Ensemble Intercontemporain offers an answer to attacks by affirming life

Matthias Pintscher
The Washington Post

The contrast with Edgard Varese’s “Octandre” could not have been greater. There’s a gleefully explosive quality to this 1927 work, which roars and screeches and erupts at every turn with Machine Age mania, and under Pintscher’s baton the ensemble — arguably the finest contemporary music group on the planet — turned in an almost disconcertingly vivid performance.

Pintscher is as known for his composing as for his conducting, and his three-part “Profiles of Light” (in its U.S. premiere) proved to be a work of rigorous, uncompromising modernism. Pianists Hidéki Nagano and Dimitri Vassilakis and cellist Éric-Maria Couturier turned in an impassioned reading, but the music was easier to admire than to really fall for — the kind of Serious European Composing that sounds increasingly hidebound in the face of the adventurous, unbuttoned and voraciously free-ranging music coming out of the American new-music scene.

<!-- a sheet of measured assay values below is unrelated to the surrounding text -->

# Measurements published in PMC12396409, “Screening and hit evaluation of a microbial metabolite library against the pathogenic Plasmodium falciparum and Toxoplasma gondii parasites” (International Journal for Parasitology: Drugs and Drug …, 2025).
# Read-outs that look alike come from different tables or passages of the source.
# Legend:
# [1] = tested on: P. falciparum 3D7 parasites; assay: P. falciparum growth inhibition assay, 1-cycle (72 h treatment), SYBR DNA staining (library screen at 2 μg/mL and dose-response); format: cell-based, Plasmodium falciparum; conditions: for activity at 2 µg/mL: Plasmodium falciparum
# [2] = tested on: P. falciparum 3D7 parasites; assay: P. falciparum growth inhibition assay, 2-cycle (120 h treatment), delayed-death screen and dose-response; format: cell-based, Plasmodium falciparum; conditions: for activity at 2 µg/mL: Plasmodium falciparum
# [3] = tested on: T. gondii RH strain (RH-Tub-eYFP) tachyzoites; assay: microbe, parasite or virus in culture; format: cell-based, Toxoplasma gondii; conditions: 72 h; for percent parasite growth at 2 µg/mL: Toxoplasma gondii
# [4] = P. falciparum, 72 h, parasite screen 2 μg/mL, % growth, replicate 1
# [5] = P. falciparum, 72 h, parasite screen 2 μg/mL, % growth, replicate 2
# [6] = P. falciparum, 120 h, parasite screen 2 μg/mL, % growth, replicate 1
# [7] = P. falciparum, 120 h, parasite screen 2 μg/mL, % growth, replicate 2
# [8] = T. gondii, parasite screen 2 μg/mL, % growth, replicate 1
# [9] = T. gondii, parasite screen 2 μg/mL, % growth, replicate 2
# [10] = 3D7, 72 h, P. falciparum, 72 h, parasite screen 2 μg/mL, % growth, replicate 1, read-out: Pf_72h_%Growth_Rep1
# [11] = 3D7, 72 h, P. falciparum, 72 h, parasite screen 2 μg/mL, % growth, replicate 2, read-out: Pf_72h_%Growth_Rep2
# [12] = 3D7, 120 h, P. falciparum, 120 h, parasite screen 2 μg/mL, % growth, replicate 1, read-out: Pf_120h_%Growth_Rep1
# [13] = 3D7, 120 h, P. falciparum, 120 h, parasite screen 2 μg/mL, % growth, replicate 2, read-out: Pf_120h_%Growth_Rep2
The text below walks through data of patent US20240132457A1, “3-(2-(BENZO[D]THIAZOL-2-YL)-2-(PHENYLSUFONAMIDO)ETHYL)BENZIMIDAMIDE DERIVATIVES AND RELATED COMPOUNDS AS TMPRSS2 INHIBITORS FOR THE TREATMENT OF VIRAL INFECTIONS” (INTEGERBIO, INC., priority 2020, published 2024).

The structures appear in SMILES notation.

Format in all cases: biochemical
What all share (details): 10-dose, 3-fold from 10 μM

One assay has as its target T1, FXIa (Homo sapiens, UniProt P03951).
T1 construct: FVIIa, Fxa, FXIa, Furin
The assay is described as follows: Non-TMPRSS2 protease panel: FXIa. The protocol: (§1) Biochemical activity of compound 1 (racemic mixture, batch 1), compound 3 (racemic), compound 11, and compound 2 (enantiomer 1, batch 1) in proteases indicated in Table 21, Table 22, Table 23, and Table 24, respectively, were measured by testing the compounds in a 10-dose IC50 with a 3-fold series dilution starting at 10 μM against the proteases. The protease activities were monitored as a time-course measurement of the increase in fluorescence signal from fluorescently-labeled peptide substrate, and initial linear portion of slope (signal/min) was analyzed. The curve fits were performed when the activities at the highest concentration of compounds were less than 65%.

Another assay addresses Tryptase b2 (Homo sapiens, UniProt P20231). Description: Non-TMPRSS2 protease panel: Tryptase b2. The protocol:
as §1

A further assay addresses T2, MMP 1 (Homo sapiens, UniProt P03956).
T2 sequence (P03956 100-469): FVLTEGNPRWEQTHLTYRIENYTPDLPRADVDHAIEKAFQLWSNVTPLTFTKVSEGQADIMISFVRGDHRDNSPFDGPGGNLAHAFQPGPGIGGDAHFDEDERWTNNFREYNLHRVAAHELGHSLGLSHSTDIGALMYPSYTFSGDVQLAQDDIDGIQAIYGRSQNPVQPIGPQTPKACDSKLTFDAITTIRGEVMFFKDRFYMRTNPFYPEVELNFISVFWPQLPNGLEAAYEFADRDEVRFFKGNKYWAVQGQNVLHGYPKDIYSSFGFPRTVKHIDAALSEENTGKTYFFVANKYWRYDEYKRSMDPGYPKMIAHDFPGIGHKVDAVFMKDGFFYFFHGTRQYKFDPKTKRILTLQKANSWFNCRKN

Georgy Ligeti’s “Chamber Concerto” for 13 instrumentalists, on the other hand, remains as flat-out gorgeous today as it did in 1970. Pintscher gave it a luminous and superbly detailed reading, richly complex but instantly and irresistibly engaging. The packed house responded with an extended standing ovation — as much, perhaps, for the ensemble’s fortitude in adversity, as for its stunning musicianship. 

Read the rest of the review here